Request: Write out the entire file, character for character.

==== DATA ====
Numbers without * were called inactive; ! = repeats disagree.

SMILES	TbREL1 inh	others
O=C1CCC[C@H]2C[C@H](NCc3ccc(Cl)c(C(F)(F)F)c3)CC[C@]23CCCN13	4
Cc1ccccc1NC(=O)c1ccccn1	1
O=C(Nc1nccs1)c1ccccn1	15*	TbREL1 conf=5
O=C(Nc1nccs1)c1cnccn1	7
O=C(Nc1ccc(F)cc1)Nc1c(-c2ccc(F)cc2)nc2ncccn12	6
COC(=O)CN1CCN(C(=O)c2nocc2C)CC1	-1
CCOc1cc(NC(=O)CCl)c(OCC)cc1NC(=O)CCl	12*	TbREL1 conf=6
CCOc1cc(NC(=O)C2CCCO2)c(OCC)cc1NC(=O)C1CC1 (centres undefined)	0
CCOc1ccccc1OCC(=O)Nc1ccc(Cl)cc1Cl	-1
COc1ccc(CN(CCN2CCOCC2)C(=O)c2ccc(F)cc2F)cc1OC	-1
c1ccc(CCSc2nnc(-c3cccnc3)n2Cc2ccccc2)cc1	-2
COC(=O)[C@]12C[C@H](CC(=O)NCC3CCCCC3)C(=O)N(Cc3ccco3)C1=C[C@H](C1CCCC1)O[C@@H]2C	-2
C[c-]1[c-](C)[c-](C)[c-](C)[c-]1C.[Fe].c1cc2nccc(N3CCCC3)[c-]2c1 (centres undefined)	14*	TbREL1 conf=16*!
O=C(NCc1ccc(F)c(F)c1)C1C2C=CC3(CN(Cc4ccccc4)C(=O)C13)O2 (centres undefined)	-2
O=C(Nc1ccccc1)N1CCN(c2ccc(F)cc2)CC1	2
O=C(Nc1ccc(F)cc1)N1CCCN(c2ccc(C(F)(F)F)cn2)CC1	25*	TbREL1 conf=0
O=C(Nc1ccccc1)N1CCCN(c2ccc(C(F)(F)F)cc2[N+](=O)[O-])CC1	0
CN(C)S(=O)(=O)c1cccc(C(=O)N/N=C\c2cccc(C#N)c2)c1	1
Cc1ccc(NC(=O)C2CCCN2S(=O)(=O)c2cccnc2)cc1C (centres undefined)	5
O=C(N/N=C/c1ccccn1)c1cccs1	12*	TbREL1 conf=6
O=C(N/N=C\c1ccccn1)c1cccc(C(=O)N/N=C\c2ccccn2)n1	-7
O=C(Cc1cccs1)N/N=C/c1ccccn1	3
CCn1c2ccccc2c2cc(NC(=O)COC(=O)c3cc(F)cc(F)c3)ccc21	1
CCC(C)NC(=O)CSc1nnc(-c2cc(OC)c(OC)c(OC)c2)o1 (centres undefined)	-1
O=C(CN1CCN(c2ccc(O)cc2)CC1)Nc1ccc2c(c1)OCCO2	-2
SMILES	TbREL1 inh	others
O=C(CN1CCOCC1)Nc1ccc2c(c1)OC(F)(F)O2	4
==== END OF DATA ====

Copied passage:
Numbers without * were called inactive; ! = repeats disagree.

SMILES	TbREL1 inh	others
O=C1CCC[C@H]2C[C@H](NCc3ccc(Cl)c(C(F)(F)F)c3)CC[C@]23CCCN13	4
Cc1ccccc1NC(=O)c1ccccn1	1
O=C(Nc1nccs1)c1ccccn1	15*	TbREL1 conf=5
O=C(Nc1nccs1)c1cnccn1	7
O=C(Nc1ccc(F)cc1)Nc1c(-c2ccc(F)cc2)nc2ncccn12	6
COC(=O)CN1CCN(C(=O)c2nocc2C)CC1	-1
CCOc1cc(NC(=O)CCl)c(OCC)cc1NC(=O)CCl	12*	TbREL1 conf=6
CCOc1cc(NC(=O)C2CCCO2)c(OCC)cc1NC(=O)C1CC1 (centres undefined)	0
CCOc1ccccc1OCC(=O)Nc1ccc(Cl)cc1Cl	-1
COc1ccc(CN(CCN2CCOCC2)C(=O)c2ccc(F)cc2F)cc1OC	-1
c1ccc(CCSc2nnc(-c3cccnc3)n2Cc2ccccc2)cc1	-2
COC(=O)[C@]12C[C@H](CC(=O)NCC3CCCCC3)C(=O)N(Cc3ccco3)C1=C[C@H](C1CCCC1)O[C@@H]2C	-2
C[c-]1[c-](C)[c-](C)[c-](C)[c-]1C.[Fe].c1cc2nccc(N3CCCC3)[c-]2c1 (centres undefined)	14*	TbREL1 conf=16*!
O=C(NCc1ccc(F)c(F)c1)C1C2C=CC3(CN(Cc4ccccc4)C(=O)C13)O2 (centres undefined)	-2
O=C(Nc1ccccc1)N1CCN(c2ccc(F)cc2)CC1	2
O=C(Nc1ccc(F)cc1)N1CCCN(c2ccc(C(F)(F)F)cn2)CC1	25*	TbREL1 conf=0
O=C(Nc1ccccc1)N1CCCN(c2ccc(C(F)(F)F)cc2[N+](=O)[O-])CC1	0
CN(C)S(=O)(=O)c1cccc(C(=O)N/N=C\c2cccc(C#N)c2)c1	1
Cc1ccc(NC(=O)C2CCCN2S(=O)(=O)c2cccnc2)cc1C (centres undefined)	5
O=C(N/N=C/c1ccccn1)c1cccs1	12*	TbREL1 conf=6
O=C(N/N=C\c1ccccn1)c1cccc(C(=O)N/N=C\c2ccccn2)n1	-7
O=C(Cc1cccs1)N/N=C/c1ccccn1	3
CCn1c2ccccc2c2cc(NC(=O)COC(=O)c3cc(F)cc(F)c3)ccc21	1
CCC(C)NC(=O)CSc1nnc(-c2cc(OC)c(OC)c(OC)c2)o1 (centres undefined)	-1
O=C(CN1CCN(c2ccc(O)cc2)CC1)Nc1ccc2c(c1)OCCO2	-2
SMILES	TbREL1 inh	others
O=C(CN1CCOCC1)Nc1ccc2c(c1)OC(F)(F)O2	4